Many of the participants were surprised to see their professional identities represented online, having never or seldom uploaded professional content to the web themselves. In many of these cases, conference organizers, journal staff, or co-authors uploaded abstracts, conference presentations, and articles without active participation from our study participants. Seeing how evidence of their work is already represented online, whether they like it or not, led participants to feel a need for guidance and assistance. When the interviewees were asked if such a service might be situated in the library, all affirmed a role for librarians. There was also general support for the idea that indicators of influence related to scholarly publication could be more diverse than citations, capturing different kinds of use, and that the influence of non-journal publications could also be indicated.




A number of ways in which librarians can support scholar-practitioners and graduate students with profile and altmetrics tools have been identified through this research:


Personalized Support


As outlined above, participants’ attitudes toward altmetrics and a potential library service in this area varied substantially based on stage of career, field of scholarly activity, institutional value placed on research and publishing in faculty role, formality of institutional promotion requirements, dependence on traditional impact measures to obtain and retain funding, time, awareness of tools, perceived readiness of tools, and disciplinary view of tools. Consequently, users’ objectives will vary greatly, and any service needs to be highly personalized in nature. While an online library guide to altmetrics and curating scholarly profiles online would be a useful tool to introduce users to the concept of altmetrics and scholarly profiles, and may provide a starting point for the enterprising and self-motivated, it is only a first step.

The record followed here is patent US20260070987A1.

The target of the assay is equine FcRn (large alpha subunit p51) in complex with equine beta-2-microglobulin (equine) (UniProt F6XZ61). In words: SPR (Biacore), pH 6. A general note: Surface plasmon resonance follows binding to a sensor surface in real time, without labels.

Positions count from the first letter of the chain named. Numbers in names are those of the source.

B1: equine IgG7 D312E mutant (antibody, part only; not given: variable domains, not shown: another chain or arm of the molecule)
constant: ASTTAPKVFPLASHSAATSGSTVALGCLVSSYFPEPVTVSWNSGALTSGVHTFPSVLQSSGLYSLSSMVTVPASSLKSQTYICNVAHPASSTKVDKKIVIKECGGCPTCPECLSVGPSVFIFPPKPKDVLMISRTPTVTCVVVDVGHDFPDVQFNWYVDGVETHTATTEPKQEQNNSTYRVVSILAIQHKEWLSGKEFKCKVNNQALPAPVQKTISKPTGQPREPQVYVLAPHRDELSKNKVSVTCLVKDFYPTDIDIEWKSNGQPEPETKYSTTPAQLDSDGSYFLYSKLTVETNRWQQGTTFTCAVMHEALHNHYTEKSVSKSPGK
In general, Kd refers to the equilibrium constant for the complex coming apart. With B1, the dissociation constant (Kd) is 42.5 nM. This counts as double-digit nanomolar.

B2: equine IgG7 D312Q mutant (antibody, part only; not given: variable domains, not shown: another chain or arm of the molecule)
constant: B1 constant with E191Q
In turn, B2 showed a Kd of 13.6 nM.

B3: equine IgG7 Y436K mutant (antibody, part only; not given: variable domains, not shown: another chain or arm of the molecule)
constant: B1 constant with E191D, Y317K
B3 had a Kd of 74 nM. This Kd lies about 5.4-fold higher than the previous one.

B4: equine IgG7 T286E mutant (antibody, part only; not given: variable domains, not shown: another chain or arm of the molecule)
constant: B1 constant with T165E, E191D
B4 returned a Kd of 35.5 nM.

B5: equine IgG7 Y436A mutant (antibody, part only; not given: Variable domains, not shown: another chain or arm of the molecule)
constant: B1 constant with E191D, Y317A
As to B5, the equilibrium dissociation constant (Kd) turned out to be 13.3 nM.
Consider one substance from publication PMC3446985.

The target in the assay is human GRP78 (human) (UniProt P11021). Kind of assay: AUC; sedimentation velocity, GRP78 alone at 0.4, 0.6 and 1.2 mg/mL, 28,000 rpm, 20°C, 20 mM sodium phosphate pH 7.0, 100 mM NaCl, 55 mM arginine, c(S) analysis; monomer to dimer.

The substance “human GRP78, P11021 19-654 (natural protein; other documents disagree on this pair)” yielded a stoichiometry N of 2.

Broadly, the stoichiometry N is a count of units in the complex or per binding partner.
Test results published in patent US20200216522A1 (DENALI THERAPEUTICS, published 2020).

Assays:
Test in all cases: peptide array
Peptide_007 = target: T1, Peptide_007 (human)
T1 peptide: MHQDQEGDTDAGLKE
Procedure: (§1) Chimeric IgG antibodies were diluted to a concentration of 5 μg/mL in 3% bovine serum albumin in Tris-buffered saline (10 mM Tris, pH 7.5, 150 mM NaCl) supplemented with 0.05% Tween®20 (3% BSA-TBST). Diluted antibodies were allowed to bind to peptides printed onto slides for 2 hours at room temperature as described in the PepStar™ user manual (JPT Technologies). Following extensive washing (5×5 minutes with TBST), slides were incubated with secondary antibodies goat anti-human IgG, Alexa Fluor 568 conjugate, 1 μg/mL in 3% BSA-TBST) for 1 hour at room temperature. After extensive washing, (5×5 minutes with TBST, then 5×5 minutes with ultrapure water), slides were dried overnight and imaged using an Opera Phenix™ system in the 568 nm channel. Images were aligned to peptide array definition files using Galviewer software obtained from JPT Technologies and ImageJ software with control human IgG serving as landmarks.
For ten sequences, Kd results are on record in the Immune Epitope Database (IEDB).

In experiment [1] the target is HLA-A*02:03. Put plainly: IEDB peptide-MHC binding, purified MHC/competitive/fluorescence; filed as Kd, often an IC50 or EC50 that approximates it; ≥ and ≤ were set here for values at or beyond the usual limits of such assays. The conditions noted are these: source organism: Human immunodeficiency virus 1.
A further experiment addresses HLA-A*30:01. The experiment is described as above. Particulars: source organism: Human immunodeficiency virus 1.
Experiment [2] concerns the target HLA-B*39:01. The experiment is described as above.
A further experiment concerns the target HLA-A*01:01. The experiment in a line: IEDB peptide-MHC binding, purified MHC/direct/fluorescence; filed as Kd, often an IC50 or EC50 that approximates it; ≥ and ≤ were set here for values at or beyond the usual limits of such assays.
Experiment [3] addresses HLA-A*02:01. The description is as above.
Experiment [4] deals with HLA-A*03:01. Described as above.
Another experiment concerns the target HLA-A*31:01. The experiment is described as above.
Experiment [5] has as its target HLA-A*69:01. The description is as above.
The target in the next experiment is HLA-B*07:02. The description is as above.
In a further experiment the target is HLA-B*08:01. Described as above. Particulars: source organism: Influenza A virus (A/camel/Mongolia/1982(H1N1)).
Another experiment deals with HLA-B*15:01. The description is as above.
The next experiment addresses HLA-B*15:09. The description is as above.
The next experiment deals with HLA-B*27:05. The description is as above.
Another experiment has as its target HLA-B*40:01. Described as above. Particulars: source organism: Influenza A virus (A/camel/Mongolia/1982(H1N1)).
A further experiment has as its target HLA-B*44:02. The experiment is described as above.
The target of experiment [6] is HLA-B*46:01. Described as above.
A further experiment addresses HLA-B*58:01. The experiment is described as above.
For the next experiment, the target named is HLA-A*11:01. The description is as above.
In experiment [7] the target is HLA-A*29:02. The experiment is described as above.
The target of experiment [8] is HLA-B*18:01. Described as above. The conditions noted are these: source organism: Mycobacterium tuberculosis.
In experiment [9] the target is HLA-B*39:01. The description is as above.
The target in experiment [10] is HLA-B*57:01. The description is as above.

Establish Goals


Participants in this study listed several different reasons for wanting to build and measure a scholarly profile online: tracking the influence of their work outside of traditional journal literature, building an audience outside of the academy, and making connections to other researchers with interest in the same area but perhaps in other disciplines, and attracting graduate students and funders. Librarians can highlight the opportunities and strengths afforded by various tools, and recommend particular services based on the goals of individuals. 




As professionals often connected with both social media and scholarly communication, academic librarians are in a prime spot to act as guides in orienting scholar-practitioners and students to the altmetrics environment and social media conventions for academic purposes.